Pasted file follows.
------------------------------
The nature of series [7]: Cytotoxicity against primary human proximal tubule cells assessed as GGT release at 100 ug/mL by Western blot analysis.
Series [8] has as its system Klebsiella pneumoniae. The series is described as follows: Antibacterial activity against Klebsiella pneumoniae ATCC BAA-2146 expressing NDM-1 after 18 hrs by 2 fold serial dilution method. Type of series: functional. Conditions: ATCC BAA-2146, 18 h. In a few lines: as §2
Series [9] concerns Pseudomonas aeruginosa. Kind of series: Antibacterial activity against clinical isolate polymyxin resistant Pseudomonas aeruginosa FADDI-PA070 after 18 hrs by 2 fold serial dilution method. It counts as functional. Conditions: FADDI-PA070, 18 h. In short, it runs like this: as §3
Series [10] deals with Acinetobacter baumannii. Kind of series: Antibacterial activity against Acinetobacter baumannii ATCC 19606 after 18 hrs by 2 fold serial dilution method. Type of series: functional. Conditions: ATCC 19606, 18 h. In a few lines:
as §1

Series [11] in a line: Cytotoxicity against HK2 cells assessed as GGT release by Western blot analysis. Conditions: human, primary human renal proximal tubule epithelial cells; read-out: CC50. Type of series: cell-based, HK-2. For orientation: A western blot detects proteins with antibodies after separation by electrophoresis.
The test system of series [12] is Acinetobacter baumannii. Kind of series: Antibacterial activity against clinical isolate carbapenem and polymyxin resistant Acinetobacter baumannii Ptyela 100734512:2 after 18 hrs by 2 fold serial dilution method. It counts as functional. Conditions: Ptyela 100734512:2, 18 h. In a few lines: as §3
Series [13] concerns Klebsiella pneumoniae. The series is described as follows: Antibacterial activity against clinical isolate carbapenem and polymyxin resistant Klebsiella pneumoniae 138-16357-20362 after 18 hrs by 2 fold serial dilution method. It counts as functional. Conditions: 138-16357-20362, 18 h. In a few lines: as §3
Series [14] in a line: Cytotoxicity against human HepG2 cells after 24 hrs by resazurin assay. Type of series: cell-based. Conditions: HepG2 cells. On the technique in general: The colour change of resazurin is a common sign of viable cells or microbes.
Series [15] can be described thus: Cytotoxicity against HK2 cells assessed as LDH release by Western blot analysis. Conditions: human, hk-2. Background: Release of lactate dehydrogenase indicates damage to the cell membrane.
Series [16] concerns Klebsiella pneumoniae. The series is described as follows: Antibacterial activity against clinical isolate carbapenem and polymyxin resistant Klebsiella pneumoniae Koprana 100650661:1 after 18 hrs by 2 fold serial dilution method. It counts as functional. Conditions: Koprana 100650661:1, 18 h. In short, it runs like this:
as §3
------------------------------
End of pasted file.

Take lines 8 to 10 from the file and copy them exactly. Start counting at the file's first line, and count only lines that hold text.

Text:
Series [13] concerns Klebsiella pneumoniae. The series is described as follows: Antibacterial activity against clinical isolate carbapenem and polymyxin resistant Klebsiella pneumoniae 138-16357-20362 after 18 hrs by 2 fold serial dilution method. It counts as functional. Conditions: 138-16357-20362, 18 h. In a few lines: as §3
Series [14] in a line: Cytotoxicity against human HepG2 cells after 24 hrs by resazurin assay. Type of series: cell-based. Conditions: HepG2 cells. On the technique in general: The colour change of resazurin is a common sign of viable cells or microbes.
Series [15] can be described thus: Cytotoxicity against HK2 cells assessed as LDH release by Western blot analysis. Conditions: human, hk-2. Background: Release of lactate dehydrogenase indicates damage to the cell membrane.